The Wizard’s Return to Oz

My wife and I share a love of great science fiction and fantasy. When we met, she had a large collection of great books and that collection has only grown. In that collection were most of the 29 Oz novels published by Del Rey Books in the 1980s. These were lovely editions of the novels featuring realistic covers by Michael Herring, inspired by John R. Neill’s original illustrations. I went back to the shelf the other day to appreciate them, when I learned this month was the 165th birthday of L. Frank Baum, the original Royal Historian of Oz.

Dorothy and the Wizard in Oz

It’s hard to overstate the importance of the Oz novels. In a very real way, they were the first long-running fantasy series. They inspired early silent movies and Baum even created a comic strip featuring some of the Oz characters. The first novel in the series would, of course, inspire one of Hollywood’s most famous films, the 1939 Wizard of Oz starring Judy Garland. It’s a truly magical and wondrous film, but it’s really only the beginning of the trip down the proverbial yellow brick road. You don’t have to read many of the books to see that Baum had an incredible imagination. Each book features a whole array of new and colorful characters and creatures.

I’m sorry to say I haven’t read quite as many of the books as I should, and I’ve vowed to continue my journey through Oz. Until this month, I’d read the first three novels in the series, The Wonderful Wizard of Oz, The Marvelous Land of Oz, and Ozma of Oz. So, I embarked on book four, The Wizard and the Dorothy in Oz. Of course, time is always a factor, and it’s not always easy to just pick up one book when I already have an extensive to-read pile threatening to topple over. This is when I had a sudden epiphany and realized Baum’s Oz books are in the public domain. I soon discovered that free audio editions of the books exist on What’s more, the books are almost the perfect length to listen to during my commute from home to work at Kitt Peak National Observatory. So, now, I get to commute to work via the marvelous land of Oz!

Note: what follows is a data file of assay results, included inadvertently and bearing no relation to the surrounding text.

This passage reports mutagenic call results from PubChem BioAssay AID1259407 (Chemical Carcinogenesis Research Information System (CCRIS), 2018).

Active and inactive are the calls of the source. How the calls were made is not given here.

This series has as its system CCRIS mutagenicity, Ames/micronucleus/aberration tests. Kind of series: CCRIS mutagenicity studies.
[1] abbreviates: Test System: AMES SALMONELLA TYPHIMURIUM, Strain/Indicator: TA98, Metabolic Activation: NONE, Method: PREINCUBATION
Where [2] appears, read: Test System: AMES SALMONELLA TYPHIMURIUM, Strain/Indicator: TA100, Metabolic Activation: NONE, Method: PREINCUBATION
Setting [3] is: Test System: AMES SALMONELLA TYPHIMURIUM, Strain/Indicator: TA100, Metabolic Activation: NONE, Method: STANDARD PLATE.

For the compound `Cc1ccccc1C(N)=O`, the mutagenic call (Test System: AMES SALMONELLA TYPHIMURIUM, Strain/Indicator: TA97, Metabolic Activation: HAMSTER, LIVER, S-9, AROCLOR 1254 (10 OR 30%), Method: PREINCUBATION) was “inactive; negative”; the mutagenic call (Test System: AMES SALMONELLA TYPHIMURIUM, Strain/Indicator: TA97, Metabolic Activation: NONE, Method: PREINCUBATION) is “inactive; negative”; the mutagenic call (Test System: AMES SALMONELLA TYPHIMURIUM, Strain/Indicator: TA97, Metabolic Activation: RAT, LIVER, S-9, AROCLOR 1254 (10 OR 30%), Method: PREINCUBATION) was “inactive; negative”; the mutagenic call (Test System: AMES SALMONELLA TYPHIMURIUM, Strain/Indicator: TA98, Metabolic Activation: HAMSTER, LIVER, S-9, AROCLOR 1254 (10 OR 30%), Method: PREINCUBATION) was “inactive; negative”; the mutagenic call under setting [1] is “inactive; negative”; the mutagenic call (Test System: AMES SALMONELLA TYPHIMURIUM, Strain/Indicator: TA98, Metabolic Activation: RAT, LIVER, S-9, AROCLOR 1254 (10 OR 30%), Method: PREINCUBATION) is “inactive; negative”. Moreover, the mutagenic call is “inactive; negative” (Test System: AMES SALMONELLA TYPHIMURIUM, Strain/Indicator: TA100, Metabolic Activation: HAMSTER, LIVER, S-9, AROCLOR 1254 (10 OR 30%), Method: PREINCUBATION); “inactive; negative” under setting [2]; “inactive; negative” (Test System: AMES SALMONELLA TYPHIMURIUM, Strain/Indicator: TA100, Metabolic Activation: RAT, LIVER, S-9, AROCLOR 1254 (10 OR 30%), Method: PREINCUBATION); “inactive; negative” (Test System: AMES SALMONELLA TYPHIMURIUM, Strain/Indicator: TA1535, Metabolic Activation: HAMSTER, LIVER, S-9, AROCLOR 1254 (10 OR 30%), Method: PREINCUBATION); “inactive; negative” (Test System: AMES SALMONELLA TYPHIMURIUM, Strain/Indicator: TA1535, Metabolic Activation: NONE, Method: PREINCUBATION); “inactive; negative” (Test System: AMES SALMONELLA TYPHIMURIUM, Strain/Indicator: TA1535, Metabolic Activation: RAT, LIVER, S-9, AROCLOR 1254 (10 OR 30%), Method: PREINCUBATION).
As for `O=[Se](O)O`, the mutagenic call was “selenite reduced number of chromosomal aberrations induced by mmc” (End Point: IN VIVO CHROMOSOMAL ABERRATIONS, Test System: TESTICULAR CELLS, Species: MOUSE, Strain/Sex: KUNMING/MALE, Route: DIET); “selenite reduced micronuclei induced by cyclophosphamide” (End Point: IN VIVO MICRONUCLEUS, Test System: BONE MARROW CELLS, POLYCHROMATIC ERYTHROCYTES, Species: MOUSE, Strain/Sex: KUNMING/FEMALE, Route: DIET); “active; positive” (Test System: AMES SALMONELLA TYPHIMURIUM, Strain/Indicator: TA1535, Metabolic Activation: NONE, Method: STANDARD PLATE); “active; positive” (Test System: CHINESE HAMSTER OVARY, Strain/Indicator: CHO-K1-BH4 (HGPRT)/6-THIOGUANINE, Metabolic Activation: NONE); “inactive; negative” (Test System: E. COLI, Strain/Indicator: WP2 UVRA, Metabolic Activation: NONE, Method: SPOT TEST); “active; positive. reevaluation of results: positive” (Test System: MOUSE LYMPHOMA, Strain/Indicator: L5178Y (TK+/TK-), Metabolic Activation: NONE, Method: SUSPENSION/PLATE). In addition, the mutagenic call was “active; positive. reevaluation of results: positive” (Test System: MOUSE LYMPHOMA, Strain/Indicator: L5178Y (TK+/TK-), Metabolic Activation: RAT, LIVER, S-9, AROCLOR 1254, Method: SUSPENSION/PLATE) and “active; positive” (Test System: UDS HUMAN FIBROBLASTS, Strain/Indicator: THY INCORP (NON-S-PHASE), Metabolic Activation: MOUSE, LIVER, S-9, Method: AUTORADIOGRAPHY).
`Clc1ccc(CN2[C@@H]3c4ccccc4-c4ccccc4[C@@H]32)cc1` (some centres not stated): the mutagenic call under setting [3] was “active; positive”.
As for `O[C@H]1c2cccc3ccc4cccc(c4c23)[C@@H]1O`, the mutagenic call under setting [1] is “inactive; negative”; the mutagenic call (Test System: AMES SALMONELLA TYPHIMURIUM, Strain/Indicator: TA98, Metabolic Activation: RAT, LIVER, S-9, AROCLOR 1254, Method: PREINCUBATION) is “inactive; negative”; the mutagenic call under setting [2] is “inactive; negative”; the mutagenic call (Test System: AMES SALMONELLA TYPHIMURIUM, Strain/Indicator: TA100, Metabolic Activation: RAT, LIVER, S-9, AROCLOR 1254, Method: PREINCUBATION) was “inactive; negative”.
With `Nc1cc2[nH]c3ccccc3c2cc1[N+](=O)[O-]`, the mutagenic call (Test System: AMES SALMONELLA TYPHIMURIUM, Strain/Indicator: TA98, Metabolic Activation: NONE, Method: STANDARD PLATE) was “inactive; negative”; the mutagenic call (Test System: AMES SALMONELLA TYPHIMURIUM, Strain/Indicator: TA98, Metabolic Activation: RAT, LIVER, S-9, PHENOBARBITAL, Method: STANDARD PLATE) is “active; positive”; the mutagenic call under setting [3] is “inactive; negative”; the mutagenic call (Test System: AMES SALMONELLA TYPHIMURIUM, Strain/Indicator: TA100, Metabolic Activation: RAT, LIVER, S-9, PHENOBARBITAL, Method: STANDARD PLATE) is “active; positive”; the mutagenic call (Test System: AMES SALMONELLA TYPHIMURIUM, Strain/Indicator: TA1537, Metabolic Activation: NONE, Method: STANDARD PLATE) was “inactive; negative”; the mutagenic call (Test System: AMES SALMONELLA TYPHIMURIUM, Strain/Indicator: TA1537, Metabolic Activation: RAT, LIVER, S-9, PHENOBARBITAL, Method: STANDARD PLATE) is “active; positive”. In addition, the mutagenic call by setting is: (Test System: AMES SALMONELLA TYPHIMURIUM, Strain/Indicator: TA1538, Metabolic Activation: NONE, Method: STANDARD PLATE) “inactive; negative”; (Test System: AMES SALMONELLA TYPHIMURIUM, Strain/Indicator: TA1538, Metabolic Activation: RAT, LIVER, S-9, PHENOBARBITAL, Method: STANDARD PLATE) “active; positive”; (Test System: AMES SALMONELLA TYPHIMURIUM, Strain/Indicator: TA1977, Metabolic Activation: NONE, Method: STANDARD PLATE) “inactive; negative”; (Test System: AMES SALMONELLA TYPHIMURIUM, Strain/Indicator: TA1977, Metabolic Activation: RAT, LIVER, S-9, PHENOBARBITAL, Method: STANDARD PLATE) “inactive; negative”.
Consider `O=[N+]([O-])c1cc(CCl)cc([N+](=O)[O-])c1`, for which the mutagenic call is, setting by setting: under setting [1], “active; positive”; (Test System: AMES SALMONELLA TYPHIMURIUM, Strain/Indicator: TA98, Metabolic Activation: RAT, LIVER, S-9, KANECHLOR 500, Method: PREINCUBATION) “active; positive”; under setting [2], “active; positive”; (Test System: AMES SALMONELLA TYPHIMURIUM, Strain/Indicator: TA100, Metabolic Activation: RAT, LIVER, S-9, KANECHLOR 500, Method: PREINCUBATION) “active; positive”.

As Dorothy and the Wizard in Oz opens, Dorothy and her Uncle Henry are visiting friends and relatives in California. As Dorothy meets up with Zeb the farm hand, an earthquake opens a fissure, sending them plummeting into the Earth along with Jim the Cab Horse and Dorothy’s kitten, Eureka. Fortunately, air gets thicker the further they go into the Earth and they land gently in a country inhabited by intelligent vegetables. Soon, the great and powerful Oz, the wizard who departed in a hot air balloon at the end of the first book reappears and joins Dorothy. All together they begin a quest to return to the surface world where they belong. Along the way they meet wooden gargoyles, invisible bears (oh my!), and even dragons. Eventually, in something of a deus ex machina twist, they end up in Oz, where their friend, Princess Ozma welcomes them with open arms. The wizard returns as a permanent resident of Oz, though he’s no longer the guy in charge.

The book takes some dark turns as our heroes travel from one dangerous land to another. What’s more, their troubles don’t end when they reach Oz. Jim finds himself in conflict with the sawhorse, who is faster and more robust its flesh-and-blood counterpart. Also, Eureka is put on trial when it’s suspected she ate Princess Ozma’s pet piglet. The book is not without its flaws, but it presents an original adventure with imaginative creatures and never once talks down to the kids in its audience. I’m looking forward to taking more trips to the land of Oz and seeing whatever strange folks I’ll meet.